The little Indian Kashmiri town of Gulmarg is in a class of its own in the prettiness and quaintness stakes.
Nestled at 9,000 feet, accessible only by a switchback bumpy road up from the plains that takes you through miles of pine forest, you arrive in Gulmarg and enter a different world all together.
“Marg” in Hindi means meadow, and “Gul” means flower, and that is exactly what Gulmarg is – a vast circular meadow full of flowers, around which the town has grown.In the meadow horses graze amidst fields of lupins and daisies, looking too ridiculously picturesque for words.
The town was built by the British during the colonial times, so there is the inevitable golf club, a pretty little church, a tiny abandoned cemetery, walking paths, old-style hotels, and quaint tin-roofed huts, where you can stay. Sadly, the polo ground has gone, but otherwise the old Gulmarg is still very much visible, through the noise of the new Gulmarg that has cheerfully mushroomed, as Kashmir becomes once again a popular holiday destination.
Less than a decade ago, a world-class gondola was built, which takes you high up Kongdori Mountain in a scenic two-stage journey. When you come out at 12,293 feet onto the snowy slopes in the middle of the summer, it is an extraordinary sight. Rubber boots and anoraks are available for rent, because it is indeed cold up there – 12,293 feet-worth-cold. You can try your hand at skiing or sledding, or simply walk on the snow.
Don’t expect to be alone, though. The gondola trip is hugely popular, and you will see Indian auntie-jis in silk saris shrieking with laughter as they topple over in the snow, a source of wonder to most of urban India.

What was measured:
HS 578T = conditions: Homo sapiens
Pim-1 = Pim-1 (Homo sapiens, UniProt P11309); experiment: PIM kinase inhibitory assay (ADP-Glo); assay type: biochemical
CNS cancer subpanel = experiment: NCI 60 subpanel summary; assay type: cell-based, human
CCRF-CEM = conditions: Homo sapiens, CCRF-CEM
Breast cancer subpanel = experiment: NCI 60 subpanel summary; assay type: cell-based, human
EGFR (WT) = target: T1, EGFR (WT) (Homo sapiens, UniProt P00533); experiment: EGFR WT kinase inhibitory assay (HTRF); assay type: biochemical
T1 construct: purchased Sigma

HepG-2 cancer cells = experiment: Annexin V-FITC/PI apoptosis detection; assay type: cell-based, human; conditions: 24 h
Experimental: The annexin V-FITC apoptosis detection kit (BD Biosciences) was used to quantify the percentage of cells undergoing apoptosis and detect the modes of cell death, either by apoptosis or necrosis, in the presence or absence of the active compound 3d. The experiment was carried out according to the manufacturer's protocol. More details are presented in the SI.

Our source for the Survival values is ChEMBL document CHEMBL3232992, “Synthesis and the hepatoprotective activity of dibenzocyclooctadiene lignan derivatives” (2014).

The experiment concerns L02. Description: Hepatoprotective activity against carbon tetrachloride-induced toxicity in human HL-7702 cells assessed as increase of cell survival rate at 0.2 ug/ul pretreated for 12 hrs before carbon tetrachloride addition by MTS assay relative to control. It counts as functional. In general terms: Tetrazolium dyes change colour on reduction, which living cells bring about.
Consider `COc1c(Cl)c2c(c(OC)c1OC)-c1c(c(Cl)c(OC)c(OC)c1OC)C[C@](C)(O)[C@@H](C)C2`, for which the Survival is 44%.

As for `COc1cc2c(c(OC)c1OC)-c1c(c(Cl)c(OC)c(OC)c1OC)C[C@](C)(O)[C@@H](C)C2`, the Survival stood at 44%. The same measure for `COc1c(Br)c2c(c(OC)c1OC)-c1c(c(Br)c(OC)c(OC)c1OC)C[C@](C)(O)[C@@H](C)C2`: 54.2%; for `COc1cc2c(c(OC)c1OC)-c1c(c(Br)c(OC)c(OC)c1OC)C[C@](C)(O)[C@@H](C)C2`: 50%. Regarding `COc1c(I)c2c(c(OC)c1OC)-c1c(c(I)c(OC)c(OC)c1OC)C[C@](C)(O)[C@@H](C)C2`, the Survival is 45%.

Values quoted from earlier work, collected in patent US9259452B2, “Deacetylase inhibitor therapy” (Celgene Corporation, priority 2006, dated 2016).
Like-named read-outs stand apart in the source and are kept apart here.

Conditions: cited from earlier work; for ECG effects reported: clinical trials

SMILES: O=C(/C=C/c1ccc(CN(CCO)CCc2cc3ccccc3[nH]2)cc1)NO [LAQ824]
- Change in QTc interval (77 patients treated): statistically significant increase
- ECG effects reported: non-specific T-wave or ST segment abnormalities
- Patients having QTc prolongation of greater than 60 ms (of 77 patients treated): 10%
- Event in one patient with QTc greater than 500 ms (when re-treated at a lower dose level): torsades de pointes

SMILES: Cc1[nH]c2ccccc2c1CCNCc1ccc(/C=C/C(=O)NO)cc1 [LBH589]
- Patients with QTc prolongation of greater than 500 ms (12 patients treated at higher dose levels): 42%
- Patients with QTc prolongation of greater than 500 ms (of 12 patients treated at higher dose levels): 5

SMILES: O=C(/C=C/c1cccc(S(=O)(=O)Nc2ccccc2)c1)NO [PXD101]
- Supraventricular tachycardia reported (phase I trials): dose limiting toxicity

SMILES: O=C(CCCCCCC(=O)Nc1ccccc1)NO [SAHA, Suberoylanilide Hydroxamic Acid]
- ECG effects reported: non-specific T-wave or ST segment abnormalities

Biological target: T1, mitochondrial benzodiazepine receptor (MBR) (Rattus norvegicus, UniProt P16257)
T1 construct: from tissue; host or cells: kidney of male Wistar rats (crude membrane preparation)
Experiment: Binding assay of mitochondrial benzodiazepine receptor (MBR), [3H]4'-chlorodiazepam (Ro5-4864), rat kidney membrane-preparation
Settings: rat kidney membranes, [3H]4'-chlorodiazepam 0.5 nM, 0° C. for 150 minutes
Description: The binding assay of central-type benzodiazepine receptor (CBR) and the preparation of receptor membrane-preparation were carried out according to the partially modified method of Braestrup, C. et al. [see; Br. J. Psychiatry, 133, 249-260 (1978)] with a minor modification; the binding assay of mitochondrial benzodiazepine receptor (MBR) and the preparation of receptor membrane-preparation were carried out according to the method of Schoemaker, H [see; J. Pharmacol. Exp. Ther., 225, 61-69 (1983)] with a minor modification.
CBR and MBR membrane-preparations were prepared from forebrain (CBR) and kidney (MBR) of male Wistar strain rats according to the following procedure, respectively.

There are ponies everywhere in town, hundreds and hundreds of them. Grazing in the flowery meadows, trotting up and down the paths, patiently lining up waiting for clients – this is pony-land. Most people take a pony ride around town, again often with much shrieking and laughter, usually from the self-same, sari-clad auntie-jis.
Gulmarg and its environs are famous for trout fishing, and many serious anglers beat a path here to fish the streams, but if you are new to fishing, you can try out your skills in the municipal trout ponds in town. They will rent you a rod, show you the ropes, and if you land a fish, prepare it for you to take back to your hotel to have it cooked.
Gulmarg is meant for walkers, with paths taking you all the way around the marg – this is a beautiful walk, with flowers in every direction. There are also many paths heading off into the forests. Surrounded by towering pines and snow-clad mountains, there is no dearth of trails. And the views are utterly fabulous – mountains, forests, snow, flowers – just lovely.
No one actually lives in Gulmarg – there are no permanent residents. At night, only hotel residents and staff are allowed to stay, so every evening there is an exodus of day-trippers and pony-walas and sled-walas and taxi-walas, and suddenly you are in a sleepy, quiet little hill town again. The sun sets behind the mountains, and peace falls on the flowery marg – Gulmarg at its best.